About two years ago, Todd Bol and Rick Brooks came up with a novel idea.
No pun intended.
Bol, a carpenter/businessman and Brooks, a supporter of community development and a library fundraiser, combined their talents.
The results? So far, 300 to 400 “Little Free Library” birdhouse-like containers in 24 states and eight foreign countries.
And that is about to be expanded in Beloit.
But these houses aren’t for birds.
They are for books — free books — that people can keep or return and for donating their own books to share with others.
Brooks and Bol visited several sites in Beloit Friday helping to further spread the word about their program.
Brooks, a 1969 Beloit College graduate, had previously given a presentation to the Beloit Rotary Club, said Dr. Jane Fossum, member of a committee formed to help steer the program in Beloit.
At that time, a couple of the little libraries were donated.
A couple of the libraries are located at Bushel & Peck’s Local Market in downtown Beloit and one is located on Beloit City Councilman Charles Haynes’ property on Fifth Street along the bike path.
Haynes set his up about a month ago and has seen much activity already, he said.
More are planned for other businesses in the city such as at McDonald’s restaurants on Milwaukee Road, Madison Road and State Street as well as Culver’s restaurant on Cranston Road.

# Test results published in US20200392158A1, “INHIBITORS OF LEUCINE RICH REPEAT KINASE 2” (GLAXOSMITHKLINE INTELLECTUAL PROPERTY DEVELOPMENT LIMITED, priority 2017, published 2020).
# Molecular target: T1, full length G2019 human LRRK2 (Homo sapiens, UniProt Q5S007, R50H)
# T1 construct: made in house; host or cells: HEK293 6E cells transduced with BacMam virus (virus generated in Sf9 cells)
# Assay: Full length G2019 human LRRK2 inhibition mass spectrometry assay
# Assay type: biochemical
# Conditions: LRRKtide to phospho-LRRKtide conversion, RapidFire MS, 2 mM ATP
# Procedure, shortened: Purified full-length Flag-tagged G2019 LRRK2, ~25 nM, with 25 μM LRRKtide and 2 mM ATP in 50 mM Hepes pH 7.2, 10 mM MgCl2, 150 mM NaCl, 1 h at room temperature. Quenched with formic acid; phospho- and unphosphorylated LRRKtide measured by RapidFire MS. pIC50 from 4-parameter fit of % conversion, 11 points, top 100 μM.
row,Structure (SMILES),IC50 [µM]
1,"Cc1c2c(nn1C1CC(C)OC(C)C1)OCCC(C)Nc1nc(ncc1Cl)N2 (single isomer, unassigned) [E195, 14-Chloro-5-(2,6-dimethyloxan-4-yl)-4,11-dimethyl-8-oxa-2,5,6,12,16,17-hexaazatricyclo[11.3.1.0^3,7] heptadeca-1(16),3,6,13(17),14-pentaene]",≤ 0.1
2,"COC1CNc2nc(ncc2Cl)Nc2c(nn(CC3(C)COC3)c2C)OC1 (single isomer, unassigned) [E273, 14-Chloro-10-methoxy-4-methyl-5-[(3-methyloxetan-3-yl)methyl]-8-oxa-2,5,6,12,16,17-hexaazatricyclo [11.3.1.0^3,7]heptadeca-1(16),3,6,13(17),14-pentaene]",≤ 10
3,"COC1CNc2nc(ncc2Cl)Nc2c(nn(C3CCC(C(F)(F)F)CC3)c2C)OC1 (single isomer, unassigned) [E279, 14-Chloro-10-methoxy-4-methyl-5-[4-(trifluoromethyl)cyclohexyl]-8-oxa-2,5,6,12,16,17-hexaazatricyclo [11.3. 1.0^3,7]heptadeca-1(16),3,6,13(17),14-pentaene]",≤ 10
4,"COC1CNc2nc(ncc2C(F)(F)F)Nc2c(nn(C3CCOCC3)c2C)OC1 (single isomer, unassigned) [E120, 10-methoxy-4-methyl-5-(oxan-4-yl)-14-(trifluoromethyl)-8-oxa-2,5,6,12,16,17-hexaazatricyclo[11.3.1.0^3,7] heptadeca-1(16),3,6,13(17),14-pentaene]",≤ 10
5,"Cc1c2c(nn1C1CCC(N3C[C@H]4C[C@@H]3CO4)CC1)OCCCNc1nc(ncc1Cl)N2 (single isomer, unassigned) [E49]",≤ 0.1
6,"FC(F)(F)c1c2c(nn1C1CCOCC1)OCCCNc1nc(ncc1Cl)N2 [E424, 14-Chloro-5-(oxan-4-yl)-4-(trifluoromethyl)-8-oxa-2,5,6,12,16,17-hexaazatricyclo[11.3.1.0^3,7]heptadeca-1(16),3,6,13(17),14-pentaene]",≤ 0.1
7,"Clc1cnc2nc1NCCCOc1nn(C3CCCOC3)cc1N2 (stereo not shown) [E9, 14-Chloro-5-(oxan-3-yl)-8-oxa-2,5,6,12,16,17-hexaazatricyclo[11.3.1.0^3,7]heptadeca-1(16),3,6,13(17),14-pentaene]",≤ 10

“It sounded like a really neat idea to bring it to a town like Beloit to keep the sense of community going,” said Guy T. Bucciferro, owner of the three McDonald’s where the libraries will go.
With the amount of traffic the restaurant generates, it also should help promote the program and literacy, he said.
He plans to have the units up in about two weeks.
Brooks said other Little Free Libraries may go on the Beloit College campus and in another location in downtown Beloit.
The idea is to help build community and serve the community while encouraging literacy.
“It’s a real grassroots effort,” he said.
He added, In today’s world, neighbors often don’t know each other.
“This seems to have struck a cord with people. People meet other people this way — they walk their dogs past and take their kids along,” he said.
Books for children and adults can be donated.
The sturdy libraries are mounted on wooden posts. In the beginning, Bol used his carpentry skills and built some. He was inspired to do so as a memorial to his mother, who was a teacher in Hudson, Wis.
Since then, several more have been Amish-made, Brooks said.
Local resident Marty Densch became involved with the project after hearing about it at the Rotary Club presentation.
He is donating funds to the program in memory of his late wife, from the Colleen Burns’ Memorial Fund, handled by Stateline Community Foundation.
“It’s a fitting tribute for Colleen,” Densch said. “She loved reading and she loved sharing books — that’s what this program is all about.”
Anyone interested in obtaining a Little Free Library can contact the committee through Fossum by calling 608-362-4044. Or, by visiting the website, information on how to build or obtain a container, cost, where to place it, kinds of books to donate and more can be found.
For more information on the program, visit: littlefreelibrary.org